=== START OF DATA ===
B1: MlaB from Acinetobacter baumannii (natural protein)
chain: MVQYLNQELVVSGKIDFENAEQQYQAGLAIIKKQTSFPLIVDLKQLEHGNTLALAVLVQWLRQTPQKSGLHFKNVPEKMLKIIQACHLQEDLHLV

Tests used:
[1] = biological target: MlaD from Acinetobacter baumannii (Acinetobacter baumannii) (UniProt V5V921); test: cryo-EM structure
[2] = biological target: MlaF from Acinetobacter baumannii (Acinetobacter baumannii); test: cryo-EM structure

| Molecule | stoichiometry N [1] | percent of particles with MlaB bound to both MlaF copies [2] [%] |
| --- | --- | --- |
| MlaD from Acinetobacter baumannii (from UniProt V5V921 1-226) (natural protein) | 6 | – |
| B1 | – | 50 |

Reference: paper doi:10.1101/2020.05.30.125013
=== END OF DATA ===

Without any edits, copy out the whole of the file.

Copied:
B1: MlaB from Acinetobacter baumannii (natural protein)
chain: MVQYLNQELVVSGKIDFENAEQQYQAGLAIIKKQTSFPLIVDLKQLEHGNTLALAVLVQWLRQTPQKSGLHFKNVPEKMLKIIQACHLQEDLHLV

Tests used:
[1] = biological target: MlaD from Acinetobacter baumannii (Acinetobacter baumannii) (UniProt V5V921); test: cryo-EM structure
[2] = biological target: MlaF from Acinetobacter baumannii (Acinetobacter baumannii); test: cryo-EM structure

| Molecule | stoichiometry N [1] | percent of particles with MlaB bound to both MlaF copies [2] [%] |
| --- | --- | --- |
| MlaD from Acinetobacter baumannii (from UniProt V5V921 1-226) (natural protein) | 6 | – |
| B1 | – | 50 |

Reference: paper doi:10.1101/2020.05.30.125013